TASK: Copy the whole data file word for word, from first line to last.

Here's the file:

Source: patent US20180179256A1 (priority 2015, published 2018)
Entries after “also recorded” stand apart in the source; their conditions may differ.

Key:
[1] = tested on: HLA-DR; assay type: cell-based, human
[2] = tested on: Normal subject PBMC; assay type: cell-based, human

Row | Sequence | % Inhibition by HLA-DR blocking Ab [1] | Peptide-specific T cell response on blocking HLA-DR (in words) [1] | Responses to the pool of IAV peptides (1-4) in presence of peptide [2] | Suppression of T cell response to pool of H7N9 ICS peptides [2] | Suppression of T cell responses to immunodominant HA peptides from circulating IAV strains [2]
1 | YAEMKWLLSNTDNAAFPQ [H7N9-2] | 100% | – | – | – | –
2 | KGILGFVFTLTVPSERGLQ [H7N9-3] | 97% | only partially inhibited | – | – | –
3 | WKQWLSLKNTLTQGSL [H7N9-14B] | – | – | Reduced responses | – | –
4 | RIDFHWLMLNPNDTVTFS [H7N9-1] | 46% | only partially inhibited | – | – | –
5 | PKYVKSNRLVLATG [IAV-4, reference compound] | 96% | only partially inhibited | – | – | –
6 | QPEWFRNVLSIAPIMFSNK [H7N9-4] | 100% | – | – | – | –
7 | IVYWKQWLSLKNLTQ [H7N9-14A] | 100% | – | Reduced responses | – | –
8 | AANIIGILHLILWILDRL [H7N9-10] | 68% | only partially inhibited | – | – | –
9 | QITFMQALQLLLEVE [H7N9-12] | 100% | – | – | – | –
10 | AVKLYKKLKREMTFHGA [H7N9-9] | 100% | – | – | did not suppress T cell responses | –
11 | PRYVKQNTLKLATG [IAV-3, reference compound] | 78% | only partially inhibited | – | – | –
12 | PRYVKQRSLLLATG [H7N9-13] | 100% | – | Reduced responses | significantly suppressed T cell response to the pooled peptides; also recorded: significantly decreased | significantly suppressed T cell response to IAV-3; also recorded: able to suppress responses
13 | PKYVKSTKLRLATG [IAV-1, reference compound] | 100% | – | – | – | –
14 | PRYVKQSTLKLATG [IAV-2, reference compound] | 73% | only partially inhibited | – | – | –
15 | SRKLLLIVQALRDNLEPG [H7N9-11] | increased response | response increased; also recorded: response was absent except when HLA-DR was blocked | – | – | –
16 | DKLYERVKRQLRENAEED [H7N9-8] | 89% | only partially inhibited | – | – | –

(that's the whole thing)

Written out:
Source: patent US20180179256A1 (priority 2015, published 2018)
Entries after “also recorded” stand apart in the source; their conditions may differ.

Key:
[1] = tested on: HLA-DR; assay type: cell-based, human
[2] = tested on: Normal subject PBMC; assay type: cell-based, human

Row | Sequence | % Inhibition by HLA-DR blocking Ab [1] | Peptide-specific T cell response on blocking HLA-DR (in words) [1] | Responses to the pool of IAV peptides (1-4) in presence of peptide [2] | Suppression of T cell response to pool of H7N9 ICS peptides [2] | Suppression of T cell responses to immunodominant HA peptides from circulating IAV strains [2]
1 | YAEMKWLLSNTDNAAFPQ [H7N9-2] | 100% | – | – | – | –
2 | KGILGFVFTLTVPSERGLQ [H7N9-3] | 97% | only partially inhibited | – | – | –
3 | WKQWLSLKNTLTQGSL [H7N9-14B] | – | – | Reduced responses | – | –
4 | RIDFHWLMLNPNDTVTFS [H7N9-1] | 46% | only partially inhibited | – | – | –
5 | PKYVKSNRLVLATG [IAV-4, reference compound] | 96% | only partially inhibited | – | – | –
6 | QPEWFRNVLSIAPIMFSNK [H7N9-4] | 100% | – | – | – | –
7 | IVYWKQWLSLKNLTQ [H7N9-14A] | 100% | – | Reduced responses | – | –
8 | AANIIGILHLILWILDRL [H7N9-10] | 68% | only partially inhibited | – | – | –
9 | QITFMQALQLLLEVE [H7N9-12] | 100% | – | – | – | –
10 | AVKLYKKLKREMTFHGA [H7N9-9] | 100% | – | – | did not suppress T cell responses | –
11 | PRYVKQNTLKLATG [IAV-3, reference compound] | 78% | only partially inhibited | – | – | –
12 | PRYVKQRSLLLATG [H7N9-13] | 100% | – | Reduced responses | significantly suppressed T cell response to the pooled peptides; also recorded: significantly decreased | significantly suppressed T cell response to IAV-3; also recorded: able to suppress responses
13 | PKYVKSTKLRLATG [IAV-1, reference compound] | 100% | – | – | – | –
14 | PRYVKQSTLKLATG [IAV-2, reference compound] | 73% | only partially inhibited | – | – | –
15 | SRKLLLIVQALRDNLEPG [H7N9-11] | increased response | response increased; also recorded: response was absent except when HLA-DR was blocked | – | – | –
16 | DKLYERVKRQLRENAEED [H7N9-8] | 89% | only partially inhibited | – | – | –